Venezuelan mothers Angel Jimenez, left, Nahomy Aray, centre and Yemilys Del Carmen Cedeno Navarro with their children after they were released from the migrant detention centre at the T&T Coast Guard’s Heliport in Chaguaramas last night.

Derek Achong

A High Court Judge has ordered the immediate release of 10 minors and four of their mothers from a migrant detention centre at the T&T Coast Guard’s Heliport in Chaguaramas.

Delivering a decision at the end of an emergency hearing yesterday, Justice Joan Charles ordered their release as she noted this country’s immigration laws and policies do not provide for the detention and deportation of children.

As the minors had to be released into the custody of relatives, Charles also had to order the release of some of their mothers, who were also detained awaiting deportation.

Guardian Media understands that some of the children, whose parents and relatives are registered migrants, were detained alongside the mothers and their children as they made the journey to Trinidad together and were caught by police in south Trinidad soon after. Those children were expected to be released into the custody of their parents or relatives who pursued the litigation.

Legal sources told Guardian Media that over the past two weeks, over a dozen migrant children and parents have been released after bringing similar cases. The legal sources said while the centre may still be housing more refugee children and their parents, they cannot be released unless they bring a lawsuit and have it considered by a judge.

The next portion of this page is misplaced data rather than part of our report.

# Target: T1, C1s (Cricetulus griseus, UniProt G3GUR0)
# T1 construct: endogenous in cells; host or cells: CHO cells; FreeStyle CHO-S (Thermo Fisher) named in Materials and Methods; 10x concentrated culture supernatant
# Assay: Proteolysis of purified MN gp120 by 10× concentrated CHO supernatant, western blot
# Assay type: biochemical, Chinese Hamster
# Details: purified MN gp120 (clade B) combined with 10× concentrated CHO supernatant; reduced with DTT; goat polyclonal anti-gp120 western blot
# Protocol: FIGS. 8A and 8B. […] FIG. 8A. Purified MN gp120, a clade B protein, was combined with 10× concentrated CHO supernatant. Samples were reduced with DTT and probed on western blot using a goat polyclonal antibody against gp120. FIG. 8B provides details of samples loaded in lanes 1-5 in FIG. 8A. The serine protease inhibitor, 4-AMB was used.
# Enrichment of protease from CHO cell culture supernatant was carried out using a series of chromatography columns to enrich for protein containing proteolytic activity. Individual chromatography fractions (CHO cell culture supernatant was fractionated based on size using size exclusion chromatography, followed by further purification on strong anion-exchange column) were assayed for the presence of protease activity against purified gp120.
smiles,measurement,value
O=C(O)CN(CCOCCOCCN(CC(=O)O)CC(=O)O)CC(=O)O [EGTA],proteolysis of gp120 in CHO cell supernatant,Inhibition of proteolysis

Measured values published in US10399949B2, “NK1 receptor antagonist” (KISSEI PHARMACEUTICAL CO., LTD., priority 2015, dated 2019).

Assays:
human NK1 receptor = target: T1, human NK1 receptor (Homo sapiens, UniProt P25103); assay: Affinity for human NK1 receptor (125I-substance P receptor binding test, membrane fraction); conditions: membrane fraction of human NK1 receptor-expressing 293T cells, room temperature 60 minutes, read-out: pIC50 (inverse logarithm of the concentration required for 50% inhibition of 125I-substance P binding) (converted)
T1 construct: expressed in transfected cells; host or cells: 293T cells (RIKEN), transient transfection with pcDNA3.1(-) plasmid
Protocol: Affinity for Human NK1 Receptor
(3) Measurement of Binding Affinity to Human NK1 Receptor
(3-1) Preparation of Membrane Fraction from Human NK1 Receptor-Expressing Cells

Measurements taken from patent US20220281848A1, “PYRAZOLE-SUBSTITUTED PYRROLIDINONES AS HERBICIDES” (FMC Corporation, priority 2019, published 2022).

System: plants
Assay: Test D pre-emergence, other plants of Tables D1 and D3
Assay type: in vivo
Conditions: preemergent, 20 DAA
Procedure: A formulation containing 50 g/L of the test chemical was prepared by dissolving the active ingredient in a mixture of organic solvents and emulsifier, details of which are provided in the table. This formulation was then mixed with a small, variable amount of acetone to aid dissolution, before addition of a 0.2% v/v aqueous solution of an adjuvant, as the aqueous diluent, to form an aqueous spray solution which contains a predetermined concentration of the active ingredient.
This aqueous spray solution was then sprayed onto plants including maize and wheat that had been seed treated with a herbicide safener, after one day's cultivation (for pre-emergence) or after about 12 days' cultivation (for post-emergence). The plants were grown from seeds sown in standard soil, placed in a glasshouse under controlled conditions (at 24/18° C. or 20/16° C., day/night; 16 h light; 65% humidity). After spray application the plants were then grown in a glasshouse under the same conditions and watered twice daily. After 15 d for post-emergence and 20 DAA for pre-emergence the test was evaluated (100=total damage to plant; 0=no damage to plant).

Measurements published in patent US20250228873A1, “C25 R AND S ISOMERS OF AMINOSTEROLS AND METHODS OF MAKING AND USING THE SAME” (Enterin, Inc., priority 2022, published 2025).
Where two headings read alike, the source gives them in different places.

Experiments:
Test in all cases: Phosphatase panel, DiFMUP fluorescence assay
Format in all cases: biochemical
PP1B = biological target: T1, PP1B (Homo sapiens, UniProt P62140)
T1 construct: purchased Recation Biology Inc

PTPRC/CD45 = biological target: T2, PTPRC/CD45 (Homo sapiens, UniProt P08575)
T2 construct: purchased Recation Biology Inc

Although media personnel were not allowed to join the virtual hearing because minors were involved, Guardian Media understands lawyers representing the Chief of Defence Staff claimed the decision may serve to encourage more illegal immigration from Venezuela.

The children’s lawyers suggested that the situation had to be rectified, as it amounted to cruelty and could affect this country’s international reputation. They also stated that the trauma from being detained at a young age could affect the children psychologically.

Charles agreed and made the order, as she expressed concern over whether the children were being held with non-familiar adults.

“More needs to be done…This situation must be rectified and proper procedure and policy must be made so as to facilitate the release of these children from custody,” Charles said.

As part of her orders, Charles directed that the Children’s Authority perform an assessment of the homes the children and adults would be going to and report back to her in 21 days.

The decision in the case came hours after National Security Minister Stuart Young highlighted the facility as part of Government’s efforts to tackle illegal immigration humanely and safely. Young also noted the facility was built with assistance from the United States government.

“Anyone who is suggesting that these are inhumane facilities and that is being suggested right now in the courts, that these facilities are not suitable, I have visited the facilities at the Heliport and they are very suitable facilities,” Young said.

“We are not putting people in inhumane or risky situations.”

The children were represented by Criston J Williams, Jerome Riley and Kerrina Samdeo. Deputy Solicitor General Neal Byam represented the Office of the Attorney General and Sharlene Jaggernauth the Children’s Authority.